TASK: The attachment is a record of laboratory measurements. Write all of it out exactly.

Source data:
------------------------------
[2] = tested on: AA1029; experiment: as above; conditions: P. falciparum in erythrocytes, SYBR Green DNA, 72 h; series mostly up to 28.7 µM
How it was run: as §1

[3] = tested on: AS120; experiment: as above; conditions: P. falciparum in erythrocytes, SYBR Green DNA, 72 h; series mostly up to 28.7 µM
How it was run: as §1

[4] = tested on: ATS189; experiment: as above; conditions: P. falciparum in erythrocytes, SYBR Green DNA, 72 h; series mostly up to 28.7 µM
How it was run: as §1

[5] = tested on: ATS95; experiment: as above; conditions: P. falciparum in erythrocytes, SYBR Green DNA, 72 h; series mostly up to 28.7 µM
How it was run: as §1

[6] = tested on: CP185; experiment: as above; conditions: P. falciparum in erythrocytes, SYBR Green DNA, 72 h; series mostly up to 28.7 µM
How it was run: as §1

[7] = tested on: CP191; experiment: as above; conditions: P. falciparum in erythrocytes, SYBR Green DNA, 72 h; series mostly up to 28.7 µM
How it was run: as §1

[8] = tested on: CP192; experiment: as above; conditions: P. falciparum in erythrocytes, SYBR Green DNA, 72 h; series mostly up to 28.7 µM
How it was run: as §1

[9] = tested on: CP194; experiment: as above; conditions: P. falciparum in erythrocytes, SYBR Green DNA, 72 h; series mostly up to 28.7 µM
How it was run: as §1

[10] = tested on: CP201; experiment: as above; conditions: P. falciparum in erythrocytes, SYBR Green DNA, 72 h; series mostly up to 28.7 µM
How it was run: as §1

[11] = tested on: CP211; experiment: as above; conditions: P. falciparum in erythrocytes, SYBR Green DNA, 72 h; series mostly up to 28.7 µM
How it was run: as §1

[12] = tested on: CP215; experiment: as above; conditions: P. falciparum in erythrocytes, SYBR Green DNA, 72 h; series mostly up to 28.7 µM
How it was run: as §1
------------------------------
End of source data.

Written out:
[2] = tested on: AA1029; experiment: as above; conditions: P. falciparum in erythrocytes, SYBR Green DNA, 72 h; series mostly up to 28.7 µM
How it was run: as §1

[3] = tested on: AS120; experiment: as above; conditions: P. falciparum in erythrocytes, SYBR Green DNA, 72 h; series mostly up to 28.7 µM
How it was run: as §1

[4] = tested on: ATS189; experiment: as above; conditions: P. falciparum in erythrocytes, SYBR Green DNA, 72 h; series mostly up to 28.7 µM
How it was run: as §1

[5] = tested on: ATS95; experiment: as above; conditions: P. falciparum in erythrocytes, SYBR Green DNA, 72 h; series mostly up to 28.7 µM
How it was run: as §1

[6] = tested on: CP185; experiment: as above; conditions: P. falciparum in erythrocytes, SYBR Green DNA, 72 h; series mostly up to 28.7 µM
How it was run: as §1

[7] = tested on: CP191; experiment: as above; conditions: P. falciparum in erythrocytes, SYBR Green DNA, 72 h; series mostly up to 28.7 µM
How it was run: as §1

[8] = tested on: CP192; experiment: as above; conditions: P. falciparum in erythrocytes, SYBR Green DNA, 72 h; series mostly up to 28.7 µM
How it was run: as §1

[9] = tested on: CP194; experiment: as above; conditions: P. falciparum in erythrocytes, SYBR Green DNA, 72 h; series mostly up to 28.7 µM
How it was run: as §1

[10] = tested on: CP201; experiment: as above; conditions: P. falciparum in erythrocytes, SYBR Green DNA, 72 h; series mostly up to 28.7 µM
How it was run: as §1

[11] = tested on: CP211; experiment: as above; conditions: P. falciparum in erythrocytes, SYBR Green DNA, 72 h; series mostly up to 28.7 µM
How it was run: as §1

[12] = tested on: CP215; experiment: as above; conditions: P. falciparum in erythrocytes, SYBR Green DNA, 72 h; series mostly up to 28.7 µM
How it was run: as §1